One of the major tectonostratigraphic characteristics of foreland basins is the transition from deep marine (i.e. flysch) to terrestrial (i.e. molasse) depositional settings. Several mechanisms have been proposed to influence this flysch-to-molasse transition, including slab breakoff beneath the adjacent mountain range. However, this coupling has not yet been assessed quantitatively. We hypothesize that isostatic rebound following slab breakoff can lead to a spike in tectonic uplift of the orogen, resulting in increased sediment supply as well as uplift of the foreland basin, thereby causing shallowing.
This study aims at investigating whether slab breakoff leaves a stratigraphic fingerprint foreland basin stratigraphic architecture. To this end, we combine 2D geodynamic modelling of slab breakoff with Alpine-inspired rheologies with forward stratigraphic modelling using GPM (Geological Process Modelling) software. In this context, we extract subsidence and uplift velocities along 2D profiles during slab necking- breakoff to account for (1) fast/slow breakoff and (2) different slab bending angles. Second, the extracted velocity fields are used as input for creating forward stratigraphic models (FSM), in which eustatic sea level changes are introduced to test whether slab break-off has a first-order control on foreland basin sedimentation. Erosion, transport and deposition of sediments are modelled as diffusional processes (i.e. gravity driven).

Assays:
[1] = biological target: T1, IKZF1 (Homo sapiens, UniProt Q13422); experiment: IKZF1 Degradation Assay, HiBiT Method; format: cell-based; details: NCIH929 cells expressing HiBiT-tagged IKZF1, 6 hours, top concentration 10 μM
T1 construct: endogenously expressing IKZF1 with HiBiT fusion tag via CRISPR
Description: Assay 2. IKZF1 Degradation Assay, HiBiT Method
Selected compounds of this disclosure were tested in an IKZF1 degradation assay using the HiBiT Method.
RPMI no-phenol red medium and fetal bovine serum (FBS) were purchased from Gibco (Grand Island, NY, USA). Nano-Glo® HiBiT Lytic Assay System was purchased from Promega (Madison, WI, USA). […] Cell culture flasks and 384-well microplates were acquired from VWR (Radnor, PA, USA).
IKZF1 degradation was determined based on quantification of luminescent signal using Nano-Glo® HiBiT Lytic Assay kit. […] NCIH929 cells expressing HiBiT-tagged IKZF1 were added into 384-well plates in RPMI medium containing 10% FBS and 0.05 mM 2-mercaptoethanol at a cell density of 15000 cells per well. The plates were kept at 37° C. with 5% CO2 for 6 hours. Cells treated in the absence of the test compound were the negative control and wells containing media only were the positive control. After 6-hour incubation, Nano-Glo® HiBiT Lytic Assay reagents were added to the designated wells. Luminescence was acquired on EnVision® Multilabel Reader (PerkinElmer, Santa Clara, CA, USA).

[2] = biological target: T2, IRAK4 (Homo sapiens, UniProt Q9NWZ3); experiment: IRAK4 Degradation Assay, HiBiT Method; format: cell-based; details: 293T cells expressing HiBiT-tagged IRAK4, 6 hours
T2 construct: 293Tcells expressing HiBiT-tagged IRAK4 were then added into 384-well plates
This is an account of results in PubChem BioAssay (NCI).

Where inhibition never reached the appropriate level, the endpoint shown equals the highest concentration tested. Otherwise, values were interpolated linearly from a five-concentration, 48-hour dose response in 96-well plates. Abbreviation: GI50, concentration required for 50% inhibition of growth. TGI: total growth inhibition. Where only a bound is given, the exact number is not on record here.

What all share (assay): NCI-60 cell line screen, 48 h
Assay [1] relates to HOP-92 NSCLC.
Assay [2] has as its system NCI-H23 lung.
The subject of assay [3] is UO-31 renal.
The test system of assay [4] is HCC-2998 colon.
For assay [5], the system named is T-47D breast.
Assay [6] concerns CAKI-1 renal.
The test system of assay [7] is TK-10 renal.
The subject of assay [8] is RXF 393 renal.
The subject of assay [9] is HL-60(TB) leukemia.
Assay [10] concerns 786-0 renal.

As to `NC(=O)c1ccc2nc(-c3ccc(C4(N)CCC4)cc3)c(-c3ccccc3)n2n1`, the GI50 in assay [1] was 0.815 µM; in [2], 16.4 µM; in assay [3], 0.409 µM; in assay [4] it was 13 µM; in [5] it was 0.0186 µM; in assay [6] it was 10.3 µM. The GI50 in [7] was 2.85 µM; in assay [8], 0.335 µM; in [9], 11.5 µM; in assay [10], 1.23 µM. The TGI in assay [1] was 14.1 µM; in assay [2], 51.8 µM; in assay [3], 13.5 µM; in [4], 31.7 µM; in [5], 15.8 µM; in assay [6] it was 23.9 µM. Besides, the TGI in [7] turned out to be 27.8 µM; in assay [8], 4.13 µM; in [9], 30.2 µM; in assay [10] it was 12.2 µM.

Preliminary results indicate that a pulse in sediment supply corresponds to onset of slab necking whereas breakoff yields a small pulse instead. This could imply that already during necking the orogen is isostatically uplifted to such a degree that sediment supply towards to foreland basin increases significantly.